Grisel, without knowing your son, I can’t say for sure what his issues are. You ask if he could be depressed or lonely.  Good question because under most circumstances, kids that feel they don’t fit in and don’t know how to successfully connect with peers would feel that way; even introverted kids who get stressed from social situations.  Yet you don’t see direct evidence of that; he’s not complaining about his situation, he isn’t using drugs or hurting himself in any way.  So, there are more questions than answers here, but yes parental action is indicated.  

Grisel, your son seems to have “slipped through the cracks'' and not gotten the attention he needed to help him grow socially.  Since he tends to be compliant and responsible academically, his lack of social skills didn’t raise any red flags at school.  It’s possible that your son is on the autism spectrum to some degree. That is to say that he is high functioning academically but doesn’t understand how relationships work. He doesn’t understand the reciprocal nature of relationships; that there is a give and take and how you behave with others affects how they feel and how they interact towards you.  If in fact that’s the case, or if there is some other explanation, he can improve with some social emotional coaching and practice.  And in order to practice, he needs to be in some social situations and your idea of a work environment is a good one since a work environment is structured and there is a specific role for him to play.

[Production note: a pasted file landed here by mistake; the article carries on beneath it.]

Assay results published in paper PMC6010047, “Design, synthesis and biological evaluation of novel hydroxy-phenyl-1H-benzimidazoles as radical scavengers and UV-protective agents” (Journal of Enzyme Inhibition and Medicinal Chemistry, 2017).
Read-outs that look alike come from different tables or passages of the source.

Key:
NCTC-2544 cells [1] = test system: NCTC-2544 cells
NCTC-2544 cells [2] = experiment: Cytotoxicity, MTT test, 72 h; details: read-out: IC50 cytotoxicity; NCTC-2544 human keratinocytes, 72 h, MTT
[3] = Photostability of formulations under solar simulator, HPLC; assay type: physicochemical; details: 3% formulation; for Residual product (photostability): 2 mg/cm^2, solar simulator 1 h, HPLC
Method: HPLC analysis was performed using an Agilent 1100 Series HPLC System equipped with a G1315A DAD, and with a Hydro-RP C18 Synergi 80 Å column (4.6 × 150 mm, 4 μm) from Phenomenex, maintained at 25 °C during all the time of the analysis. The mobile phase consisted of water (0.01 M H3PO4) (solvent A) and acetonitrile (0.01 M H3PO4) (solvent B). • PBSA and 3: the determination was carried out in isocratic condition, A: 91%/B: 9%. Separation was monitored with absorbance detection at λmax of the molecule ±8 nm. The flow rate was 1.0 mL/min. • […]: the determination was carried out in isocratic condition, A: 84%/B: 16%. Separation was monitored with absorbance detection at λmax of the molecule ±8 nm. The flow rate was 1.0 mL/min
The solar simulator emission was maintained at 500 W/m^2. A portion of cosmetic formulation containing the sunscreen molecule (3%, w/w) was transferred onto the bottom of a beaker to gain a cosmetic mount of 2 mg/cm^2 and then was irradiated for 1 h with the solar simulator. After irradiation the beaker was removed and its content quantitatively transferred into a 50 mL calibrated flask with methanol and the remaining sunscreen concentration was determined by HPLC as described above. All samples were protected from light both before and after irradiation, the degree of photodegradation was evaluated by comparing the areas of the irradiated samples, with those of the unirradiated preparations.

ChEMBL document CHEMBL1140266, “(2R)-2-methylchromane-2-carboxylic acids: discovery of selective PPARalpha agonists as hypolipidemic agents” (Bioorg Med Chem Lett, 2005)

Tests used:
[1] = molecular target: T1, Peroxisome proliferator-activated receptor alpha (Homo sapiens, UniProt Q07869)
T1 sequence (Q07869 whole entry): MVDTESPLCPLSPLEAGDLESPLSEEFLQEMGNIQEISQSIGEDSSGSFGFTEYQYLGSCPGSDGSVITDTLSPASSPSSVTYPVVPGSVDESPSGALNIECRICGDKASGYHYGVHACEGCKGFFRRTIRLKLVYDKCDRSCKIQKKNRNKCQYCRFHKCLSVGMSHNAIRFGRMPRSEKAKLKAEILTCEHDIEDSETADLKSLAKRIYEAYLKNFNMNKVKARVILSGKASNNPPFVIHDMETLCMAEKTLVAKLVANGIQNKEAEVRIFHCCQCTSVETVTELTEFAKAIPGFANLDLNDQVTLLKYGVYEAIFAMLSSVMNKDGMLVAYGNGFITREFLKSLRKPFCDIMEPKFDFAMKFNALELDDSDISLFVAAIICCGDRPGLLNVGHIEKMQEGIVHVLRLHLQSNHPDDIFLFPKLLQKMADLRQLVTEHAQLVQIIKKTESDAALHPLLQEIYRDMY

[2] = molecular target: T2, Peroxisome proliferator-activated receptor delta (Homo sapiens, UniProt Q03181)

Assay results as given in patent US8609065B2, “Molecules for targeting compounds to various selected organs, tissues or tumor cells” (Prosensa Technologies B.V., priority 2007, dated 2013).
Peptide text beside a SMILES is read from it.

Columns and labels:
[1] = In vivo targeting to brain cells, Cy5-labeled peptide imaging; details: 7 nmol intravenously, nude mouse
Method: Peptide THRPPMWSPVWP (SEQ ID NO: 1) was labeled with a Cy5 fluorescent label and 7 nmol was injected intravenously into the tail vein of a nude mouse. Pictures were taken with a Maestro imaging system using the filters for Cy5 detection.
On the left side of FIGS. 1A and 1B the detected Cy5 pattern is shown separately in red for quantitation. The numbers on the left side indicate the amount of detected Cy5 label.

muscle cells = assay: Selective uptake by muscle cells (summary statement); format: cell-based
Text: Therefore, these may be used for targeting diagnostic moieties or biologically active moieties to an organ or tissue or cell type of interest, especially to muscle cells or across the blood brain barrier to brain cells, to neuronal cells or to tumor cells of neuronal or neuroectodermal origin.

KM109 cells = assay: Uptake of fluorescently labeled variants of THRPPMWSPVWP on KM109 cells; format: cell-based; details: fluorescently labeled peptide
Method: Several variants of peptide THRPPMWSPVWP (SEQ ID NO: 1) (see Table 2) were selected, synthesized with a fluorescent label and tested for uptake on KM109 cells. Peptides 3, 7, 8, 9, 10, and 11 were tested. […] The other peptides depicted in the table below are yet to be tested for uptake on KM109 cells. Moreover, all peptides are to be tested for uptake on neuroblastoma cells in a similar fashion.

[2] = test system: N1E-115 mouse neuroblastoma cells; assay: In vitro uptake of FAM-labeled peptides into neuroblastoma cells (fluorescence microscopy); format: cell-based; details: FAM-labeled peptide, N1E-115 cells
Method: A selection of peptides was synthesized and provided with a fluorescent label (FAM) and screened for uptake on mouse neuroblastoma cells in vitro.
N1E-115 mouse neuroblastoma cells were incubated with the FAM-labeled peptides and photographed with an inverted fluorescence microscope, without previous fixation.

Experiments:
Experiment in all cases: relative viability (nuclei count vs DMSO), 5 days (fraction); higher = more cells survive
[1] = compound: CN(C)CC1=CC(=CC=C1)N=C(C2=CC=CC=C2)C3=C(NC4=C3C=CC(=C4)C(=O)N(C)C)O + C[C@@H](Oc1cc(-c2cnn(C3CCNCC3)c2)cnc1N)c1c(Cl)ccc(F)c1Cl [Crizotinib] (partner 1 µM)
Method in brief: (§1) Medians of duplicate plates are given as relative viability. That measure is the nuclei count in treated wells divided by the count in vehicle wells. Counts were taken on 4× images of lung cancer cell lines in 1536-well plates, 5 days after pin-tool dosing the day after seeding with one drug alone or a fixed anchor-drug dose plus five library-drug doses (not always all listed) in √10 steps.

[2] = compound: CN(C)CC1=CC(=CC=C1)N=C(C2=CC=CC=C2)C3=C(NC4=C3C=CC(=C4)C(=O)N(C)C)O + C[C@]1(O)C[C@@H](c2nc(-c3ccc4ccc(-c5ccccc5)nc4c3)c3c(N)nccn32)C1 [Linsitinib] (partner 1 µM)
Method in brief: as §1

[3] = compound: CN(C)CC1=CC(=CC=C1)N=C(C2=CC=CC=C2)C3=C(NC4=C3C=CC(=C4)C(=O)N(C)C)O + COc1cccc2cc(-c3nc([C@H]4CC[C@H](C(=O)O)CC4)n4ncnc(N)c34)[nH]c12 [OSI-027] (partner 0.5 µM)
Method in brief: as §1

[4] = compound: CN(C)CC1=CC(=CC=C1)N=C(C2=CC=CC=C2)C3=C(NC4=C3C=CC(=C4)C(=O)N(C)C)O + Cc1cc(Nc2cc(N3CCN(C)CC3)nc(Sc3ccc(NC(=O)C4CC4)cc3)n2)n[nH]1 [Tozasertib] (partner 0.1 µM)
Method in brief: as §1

Yet regardless of the diagnosis, your son needs to grow his social skills and his social involvement.  This past year with so little social engagement may have made it too easy to avoid and so it can be that much harder to re-engage socially.